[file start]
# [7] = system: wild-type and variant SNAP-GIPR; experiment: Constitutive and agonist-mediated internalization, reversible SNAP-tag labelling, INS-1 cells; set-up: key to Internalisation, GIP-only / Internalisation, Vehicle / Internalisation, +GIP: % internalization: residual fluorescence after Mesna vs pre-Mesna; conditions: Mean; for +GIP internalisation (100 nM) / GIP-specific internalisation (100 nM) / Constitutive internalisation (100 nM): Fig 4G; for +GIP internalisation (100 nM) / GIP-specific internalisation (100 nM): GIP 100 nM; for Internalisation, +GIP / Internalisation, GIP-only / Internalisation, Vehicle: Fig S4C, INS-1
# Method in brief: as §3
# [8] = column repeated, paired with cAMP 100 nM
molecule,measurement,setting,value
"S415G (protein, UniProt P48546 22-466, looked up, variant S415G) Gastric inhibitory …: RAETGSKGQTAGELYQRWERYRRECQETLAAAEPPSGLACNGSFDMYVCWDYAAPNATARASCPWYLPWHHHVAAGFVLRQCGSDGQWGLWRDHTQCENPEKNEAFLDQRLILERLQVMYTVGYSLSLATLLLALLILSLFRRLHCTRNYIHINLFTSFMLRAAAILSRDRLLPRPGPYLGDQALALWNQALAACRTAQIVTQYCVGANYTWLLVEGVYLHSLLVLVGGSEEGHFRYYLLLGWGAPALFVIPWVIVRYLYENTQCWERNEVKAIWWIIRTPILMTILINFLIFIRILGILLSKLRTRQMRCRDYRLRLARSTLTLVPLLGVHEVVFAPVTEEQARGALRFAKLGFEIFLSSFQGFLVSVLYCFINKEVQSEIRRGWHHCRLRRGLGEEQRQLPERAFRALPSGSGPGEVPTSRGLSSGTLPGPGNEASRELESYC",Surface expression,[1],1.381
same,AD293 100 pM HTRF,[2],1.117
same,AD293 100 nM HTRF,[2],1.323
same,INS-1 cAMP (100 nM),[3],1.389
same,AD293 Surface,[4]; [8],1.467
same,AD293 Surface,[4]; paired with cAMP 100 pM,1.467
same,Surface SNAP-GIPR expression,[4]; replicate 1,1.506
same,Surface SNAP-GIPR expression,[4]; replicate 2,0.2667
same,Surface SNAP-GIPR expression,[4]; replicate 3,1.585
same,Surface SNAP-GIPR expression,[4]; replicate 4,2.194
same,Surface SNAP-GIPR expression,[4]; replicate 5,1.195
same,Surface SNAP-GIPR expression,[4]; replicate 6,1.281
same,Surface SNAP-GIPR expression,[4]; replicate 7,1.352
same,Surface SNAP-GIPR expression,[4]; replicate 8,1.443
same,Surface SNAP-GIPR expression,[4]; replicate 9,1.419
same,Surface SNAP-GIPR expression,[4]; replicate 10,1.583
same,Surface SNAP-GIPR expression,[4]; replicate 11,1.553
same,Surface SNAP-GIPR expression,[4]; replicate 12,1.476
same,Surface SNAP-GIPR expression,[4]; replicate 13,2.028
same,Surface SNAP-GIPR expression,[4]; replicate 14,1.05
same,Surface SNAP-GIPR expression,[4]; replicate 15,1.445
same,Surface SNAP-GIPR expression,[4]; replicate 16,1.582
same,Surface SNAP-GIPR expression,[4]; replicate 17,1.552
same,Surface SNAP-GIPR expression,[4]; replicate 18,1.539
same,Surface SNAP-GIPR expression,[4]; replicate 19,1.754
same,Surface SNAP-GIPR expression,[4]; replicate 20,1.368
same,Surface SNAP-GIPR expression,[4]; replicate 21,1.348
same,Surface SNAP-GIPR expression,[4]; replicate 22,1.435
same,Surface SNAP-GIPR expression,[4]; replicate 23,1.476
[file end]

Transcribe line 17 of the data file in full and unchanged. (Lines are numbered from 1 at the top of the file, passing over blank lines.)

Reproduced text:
same,Surface SNAP-GIPR expression,[4]; replicate 7,1.352